On February 19, 1996, the division issued an initial determination finding probable cause in the FMLA case. Probable cause was found to believe that Stoughton Trailers violated the FMLA by: A) interfering with, restraining or denying the exercise of a right provided under Wis. Stat. ?.10; B) failing to post notices of employe rights under that Act; and C) discharging an individual for opposing a practice prohibited under this section. A notice of hearing setting forth the same issues on which probable cause had been found was subsequently issued. A hearing took place over the course of two days, March 19, 1996 and June 5, 1996.

In his decision dated August 23, 1996, ALJ Lawent dismissed Kayler's complaint in its entirety. ALJ Lawent concluded that by discharging Kayler the respondent did not interfere with, restrain and/or deny the exercise of the complainant's right to take medical and/or family leave and did not otherwise interfere with, restrain and/or deny the exercise of the complainant's right to take medical and/or family leave, that the respondent did not fail to post notices of employe rights as required under the FMLA, and that the complainant's having opposed a practice prohibited under the FMLA was not a factor in the respondent's discharge of the complainant.

ALJ Lawent issued the following pertinent findings of fact and conclusion of law with respect to his conclusion that Kayler had not been discharged for having opposed a prohibited practice:

"14. The Complainant spoke with individuals at Physicians Plus who informed her that the employer's actions (charging Kayler with occurrences under the absenteeism policy) may be in violation of state law. The Complainant contacted the Equal Rights Division and obtained information regarding the state Family and Medical Leave Act (WFMLA). The Complainant then had a discussion on December 29, 1995 with employees in the Respondent's Human Resources area during which she was informed that she needed to have a certification form filled out if she wanted to claim family leave under the law for the time off due to her son's illness. At some point during the December 29, 1995 discussion, the Complainant indicated that she was going to file a family and medical leave law complaint because of the failure to exclude the absences related to her son's illness from her record of occurrences. The discussion with the employees in the Respondent's Human resources area on December 29, 1995 became heated at some point....
...
17. At the time he (Kayler's supervisor Snyder) decided to terminate the Complainant, Snyder was unaware of the December 29, 1995 discussion regarding family and medical leave that the Complainant had with the employees in Respondent's Human Resources area."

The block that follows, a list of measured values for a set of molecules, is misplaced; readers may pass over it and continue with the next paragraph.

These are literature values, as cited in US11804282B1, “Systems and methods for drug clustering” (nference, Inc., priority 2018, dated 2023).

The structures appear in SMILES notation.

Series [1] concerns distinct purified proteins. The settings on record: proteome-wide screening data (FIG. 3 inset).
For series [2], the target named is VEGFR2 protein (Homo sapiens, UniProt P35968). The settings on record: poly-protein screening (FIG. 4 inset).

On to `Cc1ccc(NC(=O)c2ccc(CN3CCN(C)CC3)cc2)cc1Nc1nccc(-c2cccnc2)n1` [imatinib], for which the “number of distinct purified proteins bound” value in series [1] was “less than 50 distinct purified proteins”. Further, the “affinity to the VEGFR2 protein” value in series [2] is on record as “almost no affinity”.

...
20. The Complainant's having opposed a practice prohibited under sec. 103.10, Wis. Stats. was not a factor in the Respondent's discharge of the Complainant.

CONCLUSIONS OF LAW
...

5. The Respondent did not, within the meaning of sec. 103.10, Wis. Stats., discharge the Complainant for having opposed a practice prohibited under sec. 103.10, Wis. Stats."

(emphasis added)

Attached to ALJ Lawent's August 23, 1996 decision was a 2-page notice regarding appeal rights. This notice informed the parties that judicial review of the decision could be sought as authorized under ?.52, Wis. Stats., and that a petition for review must be filed in circuit court and a copy served on the division within 30 days after the decision is mailed.

On October 3, 1996, the division notified the parties that the FMLA case had been closed because a timely petition for review had not been received by the division.

On August 27, 1996, four days after ALJ Lawent's FMLA decision, the division issued an initial determination of probable cause in Kayler's FEA complaint. In addition to finding probable cause on the allegation of sex discrimination, this determination found probable cause to believe that Stoughton Trailers violated the FEA by:

"discharging the Complainant because the Complainant attempted, or the Respondent believed the Complainant had attempted or would attempt, to enforce any right under the Wisconsin Family and Medical Leave Act, sec. 103.10, Stats.

discharging the Complainant because the Complainant filed, or the Respondent believed the Complainant had filed or would file, a complaint under the Wisconsin Family and Medical Leave Act, sec. 103.10, Stats."

Apparently, James Hammis viewed the above-quoted findings of probable cause in the FEA case as being identical to the FMLA issues heard as part of ERD Case No. 199600093 and therefore on August 29, 1996, sent a letter requesting reconsideration to the Equal Rights Officer who had issued the probable cause findings in the FEA case (Lynne Piotrowski), with a copy to Attorney Smoler. Piotrowski, of course, had no authority to reconsider her decision and notified Hammis in a letter dated September 3, 1996 that the ALJ assigned to hear the case (John Brown) would have to address his concern.